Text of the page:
Note: There are now 62 counties in the State of New York. The counties which are not mentioned in this list had not yet been established, or sufficiently organized, the area being included in one or more of the abovementioned counties.

Assemblymen[edit]

The asterisk (*) denotes members of the previous Legislature who continued as members of this Legislature. Nathaniel Locke changed from the Senate to the Assembly.

District Assemblymen Party Notes
Albany John Colvin[4] Federalist
Abel French Federalist
Stephen Van Rensselaer* Federalist on March 15, 1810, appointed to the Erie Canal Commission
Abraham Van Vechten* Federalist from February 2, 1810, also New York Attorney General
Allegany
and Steuben
John Knox Federalist
Broome James Pumpelly Federalist
Cayuga Henry Bloom* Dem.-Rep.
Stephen Close Dem.-Rep.
Charles Kellogg* Dem.-Rep.
Chenango Nathaniel Locke* Dem.-Rep.
John Noyes Dem.-Rep.
Ebenezer Wakley* Dem.-Rep.
Clinton and
Franklin
Gates Hoit Federalist
Columbia Thomas P. Grosvenor Federalist from February 1810, also District Attorney of the 3rd District
Henry W. Livingston Fed./Dem.-Rep. Livingston was a Federalist, but ran on both tickets
William Lusk Federalist
Anson Pratt Federalist
Cortland Ephraim Fish
Delaware John T. More Dem.-Rep.
Elias Osborn Dem.-Rep.
Dutchess David Brooks Federalist from February 9, 1810, also Dutchess County Clerk
Lemuel Clift Federalist
Koert Dubois Federalist
Ebenezer Haight* Federalist
Alexander Neely Federalist
Isaac Van Wyck Federalist
Essex Benjamin Pond* Dem.-Rep. in April 1810, elected to the 12th United States Congress
Genesee Chauncey Loomis Dem.-Rep.
Greene Benjamin Chapman
Ira Day Federalist
Herkimer Christopher P. Bellinger Dem.-Rep.
Rudolph Devendorff Federalist
Thomas Manly Federalist
Jefferson Ethel Bronson Federalist
Moss Kent Federalist
Kings Jeremiah Johnson*[5] Federalist
Lewis Lewis Graves
Madison John W. Bulkley* Federalist
Amos B. Fuller Federalist
Daniel Van Horne Federalist
Montgomery James Allen Federalist
Daniel Cady* Federalist
John Greene* Federalist
Richard Van Horne*[6] Federalist
David J. Zeilly Federalist
New York John P. Anthony*
Abraham E. Brouwer
Thomas Farmar*
Adrian Hegeman
Samuel L. Mitchill Dem.-Rep. in April 1810, elected to the 11th United States Congress
Caleb Pell*
Ichabod Prall
Samuel Tooker Dem.-Rep.
Solomon Townsend*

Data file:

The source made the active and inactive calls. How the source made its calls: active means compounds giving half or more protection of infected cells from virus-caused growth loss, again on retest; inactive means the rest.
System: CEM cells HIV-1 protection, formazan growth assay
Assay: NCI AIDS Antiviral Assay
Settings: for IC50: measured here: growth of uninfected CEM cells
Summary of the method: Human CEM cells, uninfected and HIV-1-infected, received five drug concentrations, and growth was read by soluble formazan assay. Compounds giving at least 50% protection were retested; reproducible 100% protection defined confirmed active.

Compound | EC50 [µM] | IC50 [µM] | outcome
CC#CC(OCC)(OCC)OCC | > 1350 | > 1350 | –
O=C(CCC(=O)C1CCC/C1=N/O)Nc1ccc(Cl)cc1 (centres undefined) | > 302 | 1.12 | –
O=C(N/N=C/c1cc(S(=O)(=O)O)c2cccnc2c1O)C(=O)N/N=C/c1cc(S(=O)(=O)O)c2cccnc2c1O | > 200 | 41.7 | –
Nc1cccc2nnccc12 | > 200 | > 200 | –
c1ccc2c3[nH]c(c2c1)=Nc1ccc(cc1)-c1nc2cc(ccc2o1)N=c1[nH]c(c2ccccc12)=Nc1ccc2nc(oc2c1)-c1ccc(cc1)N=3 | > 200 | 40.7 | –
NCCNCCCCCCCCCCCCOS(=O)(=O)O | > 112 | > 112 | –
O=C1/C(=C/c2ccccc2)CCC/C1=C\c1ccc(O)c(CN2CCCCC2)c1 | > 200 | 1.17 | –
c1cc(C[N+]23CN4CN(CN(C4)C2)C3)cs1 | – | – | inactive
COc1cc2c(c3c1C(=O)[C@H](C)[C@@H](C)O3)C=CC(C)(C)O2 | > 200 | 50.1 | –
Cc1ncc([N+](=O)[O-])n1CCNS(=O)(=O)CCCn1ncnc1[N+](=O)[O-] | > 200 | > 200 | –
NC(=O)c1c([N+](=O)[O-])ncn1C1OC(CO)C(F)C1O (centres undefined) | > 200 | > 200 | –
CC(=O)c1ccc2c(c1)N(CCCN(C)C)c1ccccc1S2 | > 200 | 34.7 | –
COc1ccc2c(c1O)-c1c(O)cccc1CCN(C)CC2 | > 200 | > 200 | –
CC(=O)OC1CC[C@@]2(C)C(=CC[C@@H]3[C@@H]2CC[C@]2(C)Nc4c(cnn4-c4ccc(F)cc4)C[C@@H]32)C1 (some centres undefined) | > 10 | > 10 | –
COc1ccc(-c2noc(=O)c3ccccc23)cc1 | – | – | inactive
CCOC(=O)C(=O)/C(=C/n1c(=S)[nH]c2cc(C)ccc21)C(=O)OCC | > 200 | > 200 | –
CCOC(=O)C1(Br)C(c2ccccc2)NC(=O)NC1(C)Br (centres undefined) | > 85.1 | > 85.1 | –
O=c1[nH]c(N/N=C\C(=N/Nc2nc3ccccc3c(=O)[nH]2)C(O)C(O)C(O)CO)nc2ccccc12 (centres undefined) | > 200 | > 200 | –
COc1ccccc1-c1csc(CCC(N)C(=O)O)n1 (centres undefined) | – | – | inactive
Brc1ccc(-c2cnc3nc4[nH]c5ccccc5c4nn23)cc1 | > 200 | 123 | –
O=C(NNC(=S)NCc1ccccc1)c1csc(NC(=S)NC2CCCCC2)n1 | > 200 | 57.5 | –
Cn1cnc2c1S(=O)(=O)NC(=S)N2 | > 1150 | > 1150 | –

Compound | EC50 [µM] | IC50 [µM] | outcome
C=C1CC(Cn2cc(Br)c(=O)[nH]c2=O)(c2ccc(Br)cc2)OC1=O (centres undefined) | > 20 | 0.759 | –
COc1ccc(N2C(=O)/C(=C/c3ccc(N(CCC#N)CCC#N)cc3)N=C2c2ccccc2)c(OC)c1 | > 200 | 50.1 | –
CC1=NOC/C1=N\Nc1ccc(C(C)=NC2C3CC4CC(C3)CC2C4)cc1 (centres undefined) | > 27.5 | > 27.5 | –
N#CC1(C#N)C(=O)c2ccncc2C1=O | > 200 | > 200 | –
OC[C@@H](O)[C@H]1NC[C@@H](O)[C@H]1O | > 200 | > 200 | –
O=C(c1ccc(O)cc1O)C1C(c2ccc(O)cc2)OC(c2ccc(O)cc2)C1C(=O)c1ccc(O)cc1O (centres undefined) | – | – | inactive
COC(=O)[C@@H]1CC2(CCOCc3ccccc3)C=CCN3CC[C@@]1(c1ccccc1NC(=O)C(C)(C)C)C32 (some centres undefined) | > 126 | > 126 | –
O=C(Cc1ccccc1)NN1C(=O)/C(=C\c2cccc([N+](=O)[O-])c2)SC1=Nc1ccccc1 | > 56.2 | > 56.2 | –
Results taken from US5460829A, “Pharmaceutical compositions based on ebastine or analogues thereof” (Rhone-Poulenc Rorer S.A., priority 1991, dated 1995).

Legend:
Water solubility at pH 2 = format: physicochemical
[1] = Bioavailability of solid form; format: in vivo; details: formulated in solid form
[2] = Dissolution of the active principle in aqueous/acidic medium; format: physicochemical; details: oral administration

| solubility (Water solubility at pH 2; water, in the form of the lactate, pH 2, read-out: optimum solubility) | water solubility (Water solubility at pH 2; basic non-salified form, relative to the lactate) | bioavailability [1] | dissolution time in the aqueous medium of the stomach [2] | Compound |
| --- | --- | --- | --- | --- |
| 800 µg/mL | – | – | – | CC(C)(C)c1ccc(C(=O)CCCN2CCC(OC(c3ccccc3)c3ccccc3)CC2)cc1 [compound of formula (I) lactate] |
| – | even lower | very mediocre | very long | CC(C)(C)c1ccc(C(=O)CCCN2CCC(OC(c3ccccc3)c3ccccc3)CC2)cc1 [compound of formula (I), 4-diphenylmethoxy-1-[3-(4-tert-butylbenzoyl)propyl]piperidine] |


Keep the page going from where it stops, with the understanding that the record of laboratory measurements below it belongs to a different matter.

Beekman M. Van Buren*
Augustus Wright Dem.-Rep.
Niagara Archibald S. Clarke* Dem.-Rep. also Surrogate of Niagara County
Oneida Levi Carpenter Jr.
Samuel Chandler
John Humaston
David Ostrom* Federalist
John Storrs* Federalist
Onondaga Jacobus Dupuy* Dem.-Rep.
Barnet Mooney* Dem.-Rep.
Ontario Valentine Brother Federalist
Israel Chapin
David Dorsey
William Markham
Gideon Pitts
Orange James Finch Jr. Dem.-Rep.
Joseph Morrell Dem.-Rep.
John Nicholson Dem.-Rep.
Selah Strong Dem.-Rep.
Otsego Joseph Bowne
Erastus Crafts
Abel DeForest
Benjamin Gilbert
Queens Stephen Carman* Federalist
David Kissam* Federalist
William Townsend* Federalist
Rensselaer Timothy Leonard Federalist
Henry Platt* Federalist
Cornelius I. Schermerhorn* Federalist
Jeremiah Schuyler Federalist
Richmond Richard Connor Federalist
Rockland Peter S. Van Orden Dem.-Rep.
St. Lawrence Roswell Hopkins Federalist
Saratoga Joel Lee
Samuel Lewis Dem.-Rep.
Daniel L. Van Antwerp* Dem.-Rep.
Calvin Wheeler
Schenectady Henry Glen Federalist
William North Federalist elected Speaker;
on March 15, 1810, appointed to the Erie Canal Commission
Schoharie John Ingold Jr.* Federalist
John Rice* Federalist
Seneca Oliver C. Comstock Dem.-Rep.
Suffolk Abraham Rose* Dem.-Rep.
John Rose Dem.-Rep.
Tredwell Scudder Dem.-Rep.
Sullivan
and Ulster
Benjamin Bevier Dem.-Rep.
John Conklin Dem.-Rep.
Abraham Hardenbergh Dem.-Rep.
Abraham J. Hasbrouck Dem.-Rep.
Tioga Emanuel Coryell* Federalist
Washington Kitchel Bishop* Dem.-Rep.
John Gale Dem.-Rep.
Jason Kellogg Dem.-Rep.
William Livingston Dem.-Rep.
Roger Skinner* Dem.-Rep.
Westchester William Barker* Federalist
Abraham Odell* Federalist
Samuel Youngs* Federalist

Employees[edit]

Notes[edit]

  1. ^ The Anti-Federalists called themselves "Republicans." However, at the same time, the Federalists called them "Democrats" which was meant to be pejorative. After some time both terms got more and more confused, and sometimes used together as "Democratic Republicans" which later historians have adopted (with a hyphen) to describe the party from the beginning, to avoid confusion with both the later established and still existing Democratic and Republican parties.
  2. ^ Williams had been elected as a Democratic-Republican in 1807, but combined with the Federalists at this session: He was elected to the Council of Appointment by the Federalist majority, and then joined the other two Federalist councillors to outvote Carll and Gov. Tompkins. Since there were no Federalists from the Southern and the Middle districts, the Federalist Assembly majority had to choose 2 Democratic-Republicans who with Gov. Tompkins would have retained a majority in the Council. With Williams's help the Federalists proceeded to remove most of the Dem.-Rep. office-holders, and Williams's son-in-law Thomas J. Oakley was appointed Surrogate Dutchess Co. to succeed James Tallmadge, Jr.
  3. ^ Nathan Smith (ca. 1769-1836), of Fairfield, First Judge of the Herkimer County Court 1814-1821; see bio in A History of Herkimer County by Nathaniel S. Benton (pages 357ff)
  4. ^ John Colvin (1752 Scotland - 1814 Coeymans), great-grandfather of Verplanck Colvin, see bio in Schenectady History
  5. ^ Jeremiah Johnson (1766-1852), brother of Jeromus Johnson
  6. ^ Richard Van Horne (b. ca. 1770, d. March 12, 1823 Danube)

Sources[edit]